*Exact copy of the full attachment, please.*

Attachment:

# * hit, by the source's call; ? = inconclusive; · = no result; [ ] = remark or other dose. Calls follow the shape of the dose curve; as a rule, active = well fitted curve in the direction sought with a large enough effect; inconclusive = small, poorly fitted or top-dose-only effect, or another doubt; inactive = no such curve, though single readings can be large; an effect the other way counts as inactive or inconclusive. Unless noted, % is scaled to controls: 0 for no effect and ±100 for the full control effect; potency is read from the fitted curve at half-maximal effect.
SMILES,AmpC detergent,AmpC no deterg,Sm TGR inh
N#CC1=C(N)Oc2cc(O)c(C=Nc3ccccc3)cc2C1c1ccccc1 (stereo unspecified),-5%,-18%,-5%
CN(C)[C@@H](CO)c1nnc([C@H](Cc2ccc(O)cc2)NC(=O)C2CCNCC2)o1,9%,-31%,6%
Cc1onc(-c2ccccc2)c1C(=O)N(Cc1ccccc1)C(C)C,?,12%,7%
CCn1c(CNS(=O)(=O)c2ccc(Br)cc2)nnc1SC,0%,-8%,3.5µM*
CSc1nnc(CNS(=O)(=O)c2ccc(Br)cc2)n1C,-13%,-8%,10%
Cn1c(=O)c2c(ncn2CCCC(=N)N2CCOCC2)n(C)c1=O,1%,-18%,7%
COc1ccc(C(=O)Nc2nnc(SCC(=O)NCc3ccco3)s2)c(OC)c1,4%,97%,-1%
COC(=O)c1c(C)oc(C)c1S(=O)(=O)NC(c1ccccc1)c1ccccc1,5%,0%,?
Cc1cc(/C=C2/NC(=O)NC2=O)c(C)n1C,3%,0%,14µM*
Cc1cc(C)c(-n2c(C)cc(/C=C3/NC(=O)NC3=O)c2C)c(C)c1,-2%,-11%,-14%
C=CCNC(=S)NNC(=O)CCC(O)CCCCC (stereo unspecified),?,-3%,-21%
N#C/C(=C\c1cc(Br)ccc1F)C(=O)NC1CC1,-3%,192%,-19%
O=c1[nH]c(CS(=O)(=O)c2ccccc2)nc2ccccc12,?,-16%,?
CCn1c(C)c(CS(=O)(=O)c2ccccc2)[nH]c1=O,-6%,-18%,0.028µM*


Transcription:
# * hit, by the source's call; ? = inconclusive; · = no result; [ ] = remark or other dose. Calls follow the shape of the dose curve; as a rule, active = well fitted curve in the direction sought with a large enough effect; inconclusive = small, poorly fitted or top-dose-only effect, or another doubt; inactive = no such curve, though single readings can be large; an effect the other way counts as inactive or inconclusive. Unless noted, % is scaled to controls: 0 for no effect and ±100 for the full control effect; potency is read from the fitted curve at half-maximal effect.
SMILES,AmpC detergent,AmpC no deterg,Sm TGR inh
N#CC1=C(N)Oc2cc(O)c(C=Nc3ccccc3)cc2C1c1ccccc1 (stereo unspecified),-5%,-18%,-5%
CN(C)[C@@H](CO)c1nnc([C@H](Cc2ccc(O)cc2)NC(=O)C2CCNCC2)o1,9%,-31%,6%
Cc1onc(-c2ccccc2)c1C(=O)N(Cc1ccccc1)C(C)C,?,12%,7%
CCn1c(CNS(=O)(=O)c2ccc(Br)cc2)nnc1SC,0%,-8%,3.5µM*
CSc1nnc(CNS(=O)(=O)c2ccc(Br)cc2)n1C,-13%,-8%,10%
Cn1c(=O)c2c(ncn2CCCC(=N)N2CCOCC2)n(C)c1=O,1%,-18%,7%
COc1ccc(C(=O)Nc2nnc(SCC(=O)NCc3ccco3)s2)c(OC)c1,4%,97%,-1%
COC(=O)c1c(C)oc(C)c1S(=O)(=O)NC(c1ccccc1)c1ccccc1,5%,0%,?
Cc1cc(/C=C2/NC(=O)NC2=O)c(C)n1C,3%,0%,14µM*
Cc1cc(C)c(-n2c(C)cc(/C=C3/NC(=O)NC3=O)c2C)c(C)c1,-2%,-11%,-14%
C=CCNC(=S)NNC(=O)CCC(O)CCCCC (stereo unspecified),?,-3%,-21%
N#C/C(=C\c1cc(Br)ccc1F)C(=O)NC1CC1,-3%,192%,-19%
O=c1[nH]c(CS(=O)(=O)c2ccccc2)nc2ccccc12,?,-16%,?
CCn1c(C)c(CS(=O)(=O)c2ccccc2)[nH]c1=O,-6%,-18%,0.028µM*